Question: Three years ago we owned our Prescott home free and clear of any mortgage. We wanted to move to Mesa, and we borrowed $150,000 on our Prescott home from a bank under a Home Equity Line of Credit (“HELOC”). We used this $150,000 to pay cash for the Mesa home that we purchased. We are trying to sell our Prescott home for $150,000, but our real estate broker says that our Prescott home is now only worth $110,000. We are unsure about Arizona debt collection laws - if we stop paying on the HELOC on our Prescott home, will our bank get a deficiency judgment against us after a foreclosure?
Answer: Unless a HELOC was used to purchase a home, the bank does not have to foreclose but can sue a homeowner for the amount of the HELOC. Therefore, if you stop making payments on the HELOC your bank will probably not foreclose, but will file a collection lawsuit against you for the $150,000 balance on the HELOC. The bank will then get a judgment against you for $150,000, plus legal fees and court costs. The bank can then pursue collection of this judgment by garnishing your wages, attaching your bank accounts, and even executing against your Prescott home. In other words, the bank should be able to collect from you the entire $150,000 judgment, plus legal fees and court costs. If the bank did foreclose on the $150,000 HELOC, under Arizona’s anti-deficiency laws the bank generally would be prohibited from seeking any deficiency judgment. Therefore, HELOC lenders generally will never foreclose on a HELOC, but instead will file a collection lawsuit.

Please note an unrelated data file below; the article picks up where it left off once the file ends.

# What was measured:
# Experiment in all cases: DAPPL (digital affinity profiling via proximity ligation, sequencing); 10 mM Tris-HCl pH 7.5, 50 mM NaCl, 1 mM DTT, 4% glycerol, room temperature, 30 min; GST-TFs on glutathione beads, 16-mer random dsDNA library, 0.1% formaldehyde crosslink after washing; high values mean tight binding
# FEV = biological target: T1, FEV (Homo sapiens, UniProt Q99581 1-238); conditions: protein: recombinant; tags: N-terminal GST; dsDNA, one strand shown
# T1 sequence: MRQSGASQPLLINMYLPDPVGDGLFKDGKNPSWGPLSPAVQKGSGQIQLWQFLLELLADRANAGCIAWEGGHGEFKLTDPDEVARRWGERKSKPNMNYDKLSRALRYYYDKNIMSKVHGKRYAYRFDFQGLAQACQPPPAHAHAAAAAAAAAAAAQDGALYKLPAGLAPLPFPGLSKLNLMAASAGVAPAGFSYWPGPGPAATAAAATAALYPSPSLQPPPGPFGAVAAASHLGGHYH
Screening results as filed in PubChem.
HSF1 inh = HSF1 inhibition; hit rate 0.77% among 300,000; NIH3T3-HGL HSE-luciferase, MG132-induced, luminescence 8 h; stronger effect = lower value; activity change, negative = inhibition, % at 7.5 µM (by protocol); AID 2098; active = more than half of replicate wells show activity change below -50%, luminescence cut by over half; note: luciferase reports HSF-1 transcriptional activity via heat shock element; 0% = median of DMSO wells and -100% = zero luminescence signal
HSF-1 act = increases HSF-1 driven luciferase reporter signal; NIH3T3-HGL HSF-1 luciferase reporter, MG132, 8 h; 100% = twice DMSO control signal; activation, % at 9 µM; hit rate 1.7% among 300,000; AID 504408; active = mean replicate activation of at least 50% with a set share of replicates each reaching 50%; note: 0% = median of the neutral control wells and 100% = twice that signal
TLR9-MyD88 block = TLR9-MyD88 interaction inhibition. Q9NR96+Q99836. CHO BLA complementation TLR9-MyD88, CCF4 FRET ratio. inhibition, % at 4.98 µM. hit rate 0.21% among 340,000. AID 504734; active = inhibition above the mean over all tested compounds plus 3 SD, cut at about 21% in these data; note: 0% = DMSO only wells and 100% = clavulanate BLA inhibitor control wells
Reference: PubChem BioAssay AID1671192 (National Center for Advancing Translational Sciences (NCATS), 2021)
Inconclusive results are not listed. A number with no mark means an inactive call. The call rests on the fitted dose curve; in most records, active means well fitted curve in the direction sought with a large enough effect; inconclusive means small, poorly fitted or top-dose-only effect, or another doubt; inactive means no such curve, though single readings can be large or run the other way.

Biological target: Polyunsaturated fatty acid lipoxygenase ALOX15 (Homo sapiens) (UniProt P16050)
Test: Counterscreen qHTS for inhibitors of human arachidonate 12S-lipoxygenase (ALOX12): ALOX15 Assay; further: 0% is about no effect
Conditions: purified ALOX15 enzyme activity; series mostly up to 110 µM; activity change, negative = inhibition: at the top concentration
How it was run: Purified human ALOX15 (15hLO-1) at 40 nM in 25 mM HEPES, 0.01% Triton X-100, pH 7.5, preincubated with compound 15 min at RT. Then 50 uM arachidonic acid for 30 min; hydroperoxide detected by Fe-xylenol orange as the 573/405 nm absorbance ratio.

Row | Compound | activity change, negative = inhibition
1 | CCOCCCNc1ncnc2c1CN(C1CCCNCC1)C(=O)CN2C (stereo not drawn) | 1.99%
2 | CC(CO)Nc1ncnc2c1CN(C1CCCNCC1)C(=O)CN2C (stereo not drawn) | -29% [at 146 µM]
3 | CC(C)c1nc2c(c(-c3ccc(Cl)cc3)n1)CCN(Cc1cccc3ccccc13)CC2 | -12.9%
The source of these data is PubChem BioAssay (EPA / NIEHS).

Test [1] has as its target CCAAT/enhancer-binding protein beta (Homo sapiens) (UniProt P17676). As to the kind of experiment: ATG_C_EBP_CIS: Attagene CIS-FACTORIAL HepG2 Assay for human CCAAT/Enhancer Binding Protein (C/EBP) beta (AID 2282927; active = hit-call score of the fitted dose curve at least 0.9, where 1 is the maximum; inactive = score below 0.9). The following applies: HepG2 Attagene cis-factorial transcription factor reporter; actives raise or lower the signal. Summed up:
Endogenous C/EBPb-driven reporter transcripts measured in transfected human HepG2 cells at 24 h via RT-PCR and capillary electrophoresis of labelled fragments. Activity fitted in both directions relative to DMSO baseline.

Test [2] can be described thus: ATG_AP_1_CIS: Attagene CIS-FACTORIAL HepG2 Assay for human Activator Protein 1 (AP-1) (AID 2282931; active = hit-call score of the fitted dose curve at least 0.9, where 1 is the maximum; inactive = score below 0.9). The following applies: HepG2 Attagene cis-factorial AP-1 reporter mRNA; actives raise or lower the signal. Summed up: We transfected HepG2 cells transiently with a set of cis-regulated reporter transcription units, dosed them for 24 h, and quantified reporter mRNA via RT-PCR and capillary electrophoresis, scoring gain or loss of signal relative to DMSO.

Note: Any mortgage loan, including a HELOC, used to purchase a home is a non-recourse loan, i.e., the homeowner has no personal liability on the mortgage loan either in a collection lawsuit or in a deficiency action after foreclosure. In other words, after default on a purchase money mortgage loan the bank’s only remedy is to foreclose and take the home back.